A site I frequent -- Common Sense Political Thought -- gets quite a few regular commenters from both sides of the political spectrum. In one recent thread, one regular lefty opined on the demise of America as he sees it:
We’re not the country we used to be. We turned our backs on our own values for the love of our own abject fear. We ignore the very real growing fascism within our borders, while accusing efforts at improvement of being fascist.
We revere the generation that fought WWII while being completely incapable of continuing their work at national improvement. We can’t even maintain the 60-year-old infrastructure they built. Because it’s too expensive. Self-destructive greed from the bottom up.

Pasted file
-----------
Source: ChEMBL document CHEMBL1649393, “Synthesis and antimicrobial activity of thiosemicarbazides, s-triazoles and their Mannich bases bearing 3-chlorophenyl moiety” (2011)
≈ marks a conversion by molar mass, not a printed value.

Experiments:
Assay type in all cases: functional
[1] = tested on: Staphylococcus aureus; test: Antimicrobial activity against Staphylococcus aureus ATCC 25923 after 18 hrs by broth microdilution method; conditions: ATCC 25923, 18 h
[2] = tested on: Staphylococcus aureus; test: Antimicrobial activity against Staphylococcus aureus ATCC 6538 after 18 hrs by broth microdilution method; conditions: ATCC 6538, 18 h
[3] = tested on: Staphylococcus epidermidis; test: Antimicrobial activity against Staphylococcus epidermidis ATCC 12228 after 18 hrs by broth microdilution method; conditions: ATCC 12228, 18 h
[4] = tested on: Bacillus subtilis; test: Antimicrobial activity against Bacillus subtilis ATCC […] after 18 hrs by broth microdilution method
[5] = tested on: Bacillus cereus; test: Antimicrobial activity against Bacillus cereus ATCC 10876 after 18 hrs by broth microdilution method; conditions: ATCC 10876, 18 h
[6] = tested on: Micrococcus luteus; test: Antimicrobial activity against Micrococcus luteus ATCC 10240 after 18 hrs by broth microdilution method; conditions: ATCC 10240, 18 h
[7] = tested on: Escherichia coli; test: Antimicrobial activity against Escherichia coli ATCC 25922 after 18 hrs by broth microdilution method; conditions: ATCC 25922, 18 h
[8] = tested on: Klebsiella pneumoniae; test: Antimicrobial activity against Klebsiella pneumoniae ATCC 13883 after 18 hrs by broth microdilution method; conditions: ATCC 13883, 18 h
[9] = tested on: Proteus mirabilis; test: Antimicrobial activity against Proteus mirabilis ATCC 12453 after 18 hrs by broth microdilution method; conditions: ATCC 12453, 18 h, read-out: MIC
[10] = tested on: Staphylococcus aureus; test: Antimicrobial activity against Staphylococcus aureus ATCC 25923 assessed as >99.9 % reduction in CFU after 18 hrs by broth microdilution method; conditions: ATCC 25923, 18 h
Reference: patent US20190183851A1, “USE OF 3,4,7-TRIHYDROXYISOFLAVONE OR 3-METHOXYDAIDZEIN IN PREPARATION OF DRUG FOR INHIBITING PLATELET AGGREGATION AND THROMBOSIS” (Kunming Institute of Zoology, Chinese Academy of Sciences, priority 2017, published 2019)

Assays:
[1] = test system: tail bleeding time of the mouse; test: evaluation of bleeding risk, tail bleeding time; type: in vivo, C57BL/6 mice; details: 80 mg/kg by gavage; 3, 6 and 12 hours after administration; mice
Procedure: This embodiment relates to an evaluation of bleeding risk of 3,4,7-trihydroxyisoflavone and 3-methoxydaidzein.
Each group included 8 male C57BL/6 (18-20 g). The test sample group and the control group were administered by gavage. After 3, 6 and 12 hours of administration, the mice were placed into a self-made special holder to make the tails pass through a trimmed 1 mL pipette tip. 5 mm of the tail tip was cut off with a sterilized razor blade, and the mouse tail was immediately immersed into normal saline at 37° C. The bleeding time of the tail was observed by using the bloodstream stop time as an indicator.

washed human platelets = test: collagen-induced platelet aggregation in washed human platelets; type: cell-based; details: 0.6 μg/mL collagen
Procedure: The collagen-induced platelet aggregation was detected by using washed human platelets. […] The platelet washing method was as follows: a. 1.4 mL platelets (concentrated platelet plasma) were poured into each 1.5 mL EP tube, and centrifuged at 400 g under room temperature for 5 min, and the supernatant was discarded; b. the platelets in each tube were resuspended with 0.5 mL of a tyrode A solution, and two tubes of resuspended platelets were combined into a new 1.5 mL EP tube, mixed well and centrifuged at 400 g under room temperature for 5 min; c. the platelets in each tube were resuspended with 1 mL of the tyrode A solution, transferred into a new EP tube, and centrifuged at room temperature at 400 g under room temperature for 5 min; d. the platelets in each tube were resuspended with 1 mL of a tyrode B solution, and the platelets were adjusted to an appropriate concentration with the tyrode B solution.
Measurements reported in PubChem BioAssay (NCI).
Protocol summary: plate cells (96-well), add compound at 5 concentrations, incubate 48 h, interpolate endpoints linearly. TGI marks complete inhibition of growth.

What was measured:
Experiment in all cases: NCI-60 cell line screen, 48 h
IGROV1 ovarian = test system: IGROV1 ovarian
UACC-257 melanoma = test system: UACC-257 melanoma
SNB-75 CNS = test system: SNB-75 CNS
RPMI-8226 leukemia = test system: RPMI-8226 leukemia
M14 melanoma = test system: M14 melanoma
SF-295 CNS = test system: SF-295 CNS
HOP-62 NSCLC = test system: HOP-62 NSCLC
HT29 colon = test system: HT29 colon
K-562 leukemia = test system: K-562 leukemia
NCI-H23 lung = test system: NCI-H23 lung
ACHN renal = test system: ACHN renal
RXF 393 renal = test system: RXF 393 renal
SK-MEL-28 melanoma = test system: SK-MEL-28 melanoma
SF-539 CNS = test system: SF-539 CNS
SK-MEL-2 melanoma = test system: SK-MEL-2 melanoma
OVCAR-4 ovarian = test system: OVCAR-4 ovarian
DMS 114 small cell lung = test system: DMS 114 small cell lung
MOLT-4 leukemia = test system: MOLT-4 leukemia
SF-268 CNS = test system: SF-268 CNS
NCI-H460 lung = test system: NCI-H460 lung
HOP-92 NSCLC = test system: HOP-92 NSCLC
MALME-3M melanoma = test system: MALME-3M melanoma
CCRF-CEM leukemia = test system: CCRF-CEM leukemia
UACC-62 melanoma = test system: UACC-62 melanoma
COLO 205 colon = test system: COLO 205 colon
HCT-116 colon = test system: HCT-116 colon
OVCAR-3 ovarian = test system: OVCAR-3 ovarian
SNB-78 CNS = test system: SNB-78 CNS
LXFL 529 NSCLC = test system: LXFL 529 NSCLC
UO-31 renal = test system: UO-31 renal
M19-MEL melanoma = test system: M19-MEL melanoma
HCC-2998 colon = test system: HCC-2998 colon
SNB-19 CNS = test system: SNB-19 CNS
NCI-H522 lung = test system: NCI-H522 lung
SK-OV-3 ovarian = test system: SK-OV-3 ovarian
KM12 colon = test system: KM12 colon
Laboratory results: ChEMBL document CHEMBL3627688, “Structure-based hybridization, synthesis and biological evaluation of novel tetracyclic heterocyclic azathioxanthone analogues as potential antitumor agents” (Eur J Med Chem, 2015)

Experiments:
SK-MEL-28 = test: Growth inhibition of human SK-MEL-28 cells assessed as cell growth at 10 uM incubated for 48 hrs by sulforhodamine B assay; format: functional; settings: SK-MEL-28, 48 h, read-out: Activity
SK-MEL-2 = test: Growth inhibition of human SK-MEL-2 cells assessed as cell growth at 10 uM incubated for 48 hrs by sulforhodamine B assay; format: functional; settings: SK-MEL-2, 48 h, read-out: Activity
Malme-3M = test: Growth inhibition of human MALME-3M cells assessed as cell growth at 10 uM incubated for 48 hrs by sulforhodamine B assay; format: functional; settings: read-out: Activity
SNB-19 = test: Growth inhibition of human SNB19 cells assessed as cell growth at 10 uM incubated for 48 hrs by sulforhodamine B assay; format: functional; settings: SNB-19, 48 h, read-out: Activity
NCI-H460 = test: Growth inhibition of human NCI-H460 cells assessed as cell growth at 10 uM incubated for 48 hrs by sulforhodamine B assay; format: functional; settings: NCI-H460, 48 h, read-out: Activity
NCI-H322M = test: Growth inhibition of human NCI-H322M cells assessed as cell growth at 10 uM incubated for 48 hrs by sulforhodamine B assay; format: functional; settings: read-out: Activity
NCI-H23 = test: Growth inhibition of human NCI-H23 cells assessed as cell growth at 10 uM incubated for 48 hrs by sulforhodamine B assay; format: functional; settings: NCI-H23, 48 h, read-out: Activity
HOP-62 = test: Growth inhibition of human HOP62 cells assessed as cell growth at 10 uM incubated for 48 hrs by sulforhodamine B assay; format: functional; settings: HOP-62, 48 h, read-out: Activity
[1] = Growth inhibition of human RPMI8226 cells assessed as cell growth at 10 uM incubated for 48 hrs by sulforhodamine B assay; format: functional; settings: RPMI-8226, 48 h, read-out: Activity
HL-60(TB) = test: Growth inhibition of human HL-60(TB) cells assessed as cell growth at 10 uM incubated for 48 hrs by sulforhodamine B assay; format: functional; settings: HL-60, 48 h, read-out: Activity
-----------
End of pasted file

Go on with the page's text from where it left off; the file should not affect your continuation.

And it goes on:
Out of a desire for national machismo, we’ve ruined the good name of our country all over the world for the privilege of swinging our Florida in everyone’s face. We export corruption to friendly and defenseless countries. We’ve lost control of our foreign intelligence arm, as well as our internal police forces.
We loudly boast of our number one status while rapidly dropping on the list of every desirable metric.
We still have the plan for a great country as the core of our law, but we keep ignoring it, while touting its greatness. We refuse to understand the words on the page, which gets easier year after year, because we’ve let our schools go to shit. We’re in the process of re-instituting slavery, which only requires assigning it another name, or no name at all.
We are testing the limits of success of propaganda and fear-based politics.
Virtues are derided.
This post will be seen as an attack on America.
There will be actual violence, on a national scale. The wealthiest will retire to other countries. The remainder will have to rebuild, and we may envy Haiti their standard of living. It’s only a matter of time.